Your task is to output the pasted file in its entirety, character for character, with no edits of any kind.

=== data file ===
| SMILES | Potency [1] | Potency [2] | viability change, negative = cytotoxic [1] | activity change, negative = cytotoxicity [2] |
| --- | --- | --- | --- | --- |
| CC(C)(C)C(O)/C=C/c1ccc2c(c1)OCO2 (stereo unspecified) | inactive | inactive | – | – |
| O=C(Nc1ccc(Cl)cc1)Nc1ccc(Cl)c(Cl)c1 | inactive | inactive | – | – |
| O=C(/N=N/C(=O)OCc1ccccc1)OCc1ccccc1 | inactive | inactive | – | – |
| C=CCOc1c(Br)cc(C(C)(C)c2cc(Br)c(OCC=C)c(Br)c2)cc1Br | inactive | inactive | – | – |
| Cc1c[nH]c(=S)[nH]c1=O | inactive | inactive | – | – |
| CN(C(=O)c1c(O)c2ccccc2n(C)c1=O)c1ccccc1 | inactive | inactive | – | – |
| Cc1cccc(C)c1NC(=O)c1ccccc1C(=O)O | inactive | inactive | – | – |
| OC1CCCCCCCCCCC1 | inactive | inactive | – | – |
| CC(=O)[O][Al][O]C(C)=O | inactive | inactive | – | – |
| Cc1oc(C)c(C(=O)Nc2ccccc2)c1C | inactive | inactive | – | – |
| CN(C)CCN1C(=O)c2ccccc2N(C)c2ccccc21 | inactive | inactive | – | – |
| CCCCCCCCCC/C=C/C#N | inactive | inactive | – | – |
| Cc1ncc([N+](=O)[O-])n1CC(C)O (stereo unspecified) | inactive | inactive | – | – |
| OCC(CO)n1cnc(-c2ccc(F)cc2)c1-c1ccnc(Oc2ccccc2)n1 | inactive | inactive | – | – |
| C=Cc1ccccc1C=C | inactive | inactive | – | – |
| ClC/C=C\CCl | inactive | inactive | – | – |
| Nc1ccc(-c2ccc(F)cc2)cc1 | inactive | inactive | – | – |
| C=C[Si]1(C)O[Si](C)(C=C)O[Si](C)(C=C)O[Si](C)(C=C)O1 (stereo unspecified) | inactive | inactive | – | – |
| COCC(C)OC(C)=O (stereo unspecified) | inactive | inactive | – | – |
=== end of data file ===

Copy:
| SMILES | Potency [1] | Potency [2] | viability change, negative = cytotoxic [1] | activity change, negative = cytotoxicity [2] |
| --- | --- | --- | --- | --- |
| CC(C)(C)C(O)/C=C/c1ccc2c(c1)OCO2 (stereo unspecified) | inactive | inactive | – | – |
| O=C(Nc1ccc(Cl)cc1)Nc1ccc(Cl)c(Cl)c1 | inactive | inactive | – | – |
| O=C(/N=N/C(=O)OCc1ccccc1)OCc1ccccc1 | inactive | inactive | – | – |
| C=CCOc1c(Br)cc(C(C)(C)c2cc(Br)c(OCC=C)c(Br)c2)cc1Br | inactive | inactive | – | – |
| Cc1c[nH]c(=S)[nH]c1=O | inactive | inactive | – | – |
| CN(C(=O)c1c(O)c2ccccc2n(C)c1=O)c1ccccc1 | inactive | inactive | – | – |
| Cc1cccc(C)c1NC(=O)c1ccccc1C(=O)O | inactive | inactive | – | – |
| OC1CCCCCCCCCCC1 | inactive | inactive | – | – |
| CC(=O)[O][Al][O]C(C)=O | inactive | inactive | – | – |
| Cc1oc(C)c(C(=O)Nc2ccccc2)c1C | inactive | inactive | – | – |
| CN(C)CCN1C(=O)c2ccccc2N(C)c2ccccc21 | inactive | inactive | – | – |
| CCCCCCCCCC/C=C/C#N | inactive | inactive | – | – |
| Cc1ncc([N+](=O)[O-])n1CC(C)O (stereo unspecified) | inactive | inactive | – | – |
| OCC(CO)n1cnc(-c2ccc(F)cc2)c1-c1ccnc(Oc2ccccc2)n1 | inactive | inactive | – | – |
| C=Cc1ccccc1C=C | inactive | inactive | – | – |
| ClC/C=C\CCl | inactive | inactive | – | – |
| Nc1ccc(-c2ccc(F)cc2)cc1 | inactive | inactive | – | – |
| C=C[Si]1(C)O[Si](C)(C=C)O[Si](C)(C=C)O[Si](C)(C=C)O1 (stereo unspecified) | inactive | inactive | – | – |
| COCC(C)OC(C)=O (stereo unspecified) | inactive | inactive | – | – |